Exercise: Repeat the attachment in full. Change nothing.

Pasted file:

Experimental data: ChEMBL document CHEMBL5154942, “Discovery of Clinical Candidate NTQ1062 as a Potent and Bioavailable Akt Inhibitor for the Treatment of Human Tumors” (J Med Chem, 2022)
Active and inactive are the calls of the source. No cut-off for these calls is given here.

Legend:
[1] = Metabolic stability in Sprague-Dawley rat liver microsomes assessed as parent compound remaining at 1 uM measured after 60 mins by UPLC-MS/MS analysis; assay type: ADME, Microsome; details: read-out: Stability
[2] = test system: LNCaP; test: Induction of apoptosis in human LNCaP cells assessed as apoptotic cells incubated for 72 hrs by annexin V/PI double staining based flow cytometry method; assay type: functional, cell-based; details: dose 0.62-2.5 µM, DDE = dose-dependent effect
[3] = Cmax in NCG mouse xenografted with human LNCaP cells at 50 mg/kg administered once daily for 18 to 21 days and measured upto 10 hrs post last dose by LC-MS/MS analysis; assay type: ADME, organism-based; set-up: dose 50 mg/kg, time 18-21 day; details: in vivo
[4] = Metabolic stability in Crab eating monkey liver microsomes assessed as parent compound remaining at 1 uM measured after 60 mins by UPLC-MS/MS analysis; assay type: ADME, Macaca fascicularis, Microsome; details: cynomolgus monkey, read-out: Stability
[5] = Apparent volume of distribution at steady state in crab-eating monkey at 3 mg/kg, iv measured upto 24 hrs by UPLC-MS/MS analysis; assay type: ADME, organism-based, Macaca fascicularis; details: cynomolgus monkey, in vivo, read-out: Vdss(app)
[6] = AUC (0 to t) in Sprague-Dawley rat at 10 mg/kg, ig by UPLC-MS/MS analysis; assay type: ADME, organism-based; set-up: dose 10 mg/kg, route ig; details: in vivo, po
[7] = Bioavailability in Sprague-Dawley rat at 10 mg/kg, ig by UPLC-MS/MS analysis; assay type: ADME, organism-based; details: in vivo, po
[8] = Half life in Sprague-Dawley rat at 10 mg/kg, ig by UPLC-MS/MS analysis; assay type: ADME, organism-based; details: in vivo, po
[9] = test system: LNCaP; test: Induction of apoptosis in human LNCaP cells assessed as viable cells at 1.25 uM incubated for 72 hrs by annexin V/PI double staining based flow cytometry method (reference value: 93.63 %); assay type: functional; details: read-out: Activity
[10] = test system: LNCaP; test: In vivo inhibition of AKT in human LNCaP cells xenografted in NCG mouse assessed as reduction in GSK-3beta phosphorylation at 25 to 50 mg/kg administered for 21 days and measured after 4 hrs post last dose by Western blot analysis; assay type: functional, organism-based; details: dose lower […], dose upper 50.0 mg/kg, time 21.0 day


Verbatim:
Experimental data: ChEMBL document CHEMBL5154942, “Discovery of Clinical Candidate NTQ1062 as a Potent and Bioavailable Akt Inhibitor for the Treatment of Human Tumors” (J Med Chem, 2022)
Active and inactive are the calls of the source. No cut-off for these calls is given here.

Legend:
[1] = Metabolic stability in Sprague-Dawley rat liver microsomes assessed as parent compound remaining at 1 uM measured after 60 mins by UPLC-MS/MS analysis; assay type: ADME, Microsome; details: read-out: Stability
[2] = test system: LNCaP; test: Induction of apoptosis in human LNCaP cells assessed as apoptotic cells incubated for 72 hrs by annexin V/PI double staining based flow cytometry method; assay type: functional, cell-based; details: dose 0.62-2.5 µM, DDE = dose-dependent effect
[3] = Cmax in NCG mouse xenografted with human LNCaP cells at 50 mg/kg administered once daily for 18 to 21 days and measured upto 10 hrs post last dose by LC-MS/MS analysis; assay type: ADME, organism-based; set-up: dose 50 mg/kg, time 18-21 day; details: in vivo
[4] = Metabolic stability in Crab eating monkey liver microsomes assessed as parent compound remaining at 1 uM measured after 60 mins by UPLC-MS/MS analysis; assay type: ADME, Macaca fascicularis, Microsome; details: cynomolgus monkey, read-out: Stability
[5] = Apparent volume of distribution at steady state in crab-eating monkey at 3 mg/kg, iv measured upto 24 hrs by UPLC-MS/MS analysis; assay type: ADME, organism-based, Macaca fascicularis; details: cynomolgus monkey, in vivo, read-out: Vdss(app)
[6] = AUC (0 to t) in Sprague-Dawley rat at 10 mg/kg, ig by UPLC-MS/MS analysis; assay type: ADME, organism-based; set-up: dose 10 mg/kg, route ig; details: in vivo, po
[7] = Bioavailability in Sprague-Dawley rat at 10 mg/kg, ig by UPLC-MS/MS analysis; assay type: ADME, organism-based; details: in vivo, po
[8] = Half life in Sprague-Dawley rat at 10 mg/kg, ig by UPLC-MS/MS analysis; assay type: ADME, organism-based; details: in vivo, po
[9] = test system: LNCaP; test: Induction of apoptosis in human LNCaP cells assessed as viable cells at 1.25 uM incubated for 72 hrs by annexin V/PI double staining based flow cytometry method (reference value: 93.63 %); assay type: functional; details: read-out: Activity
[10] = test system: LNCaP; test: In vivo inhibition of AKT in human LNCaP cells xenografted in NCG mouse assessed as reduction in GSK-3beta phosphorylation at 25 to 50 mg/kg administered for 21 days and measured after 4 hrs post last dose by Western blot analysis; assay type: functional, organism-based; details: dose lower […], dose upper 50.0 mg/kg, time 21.0 day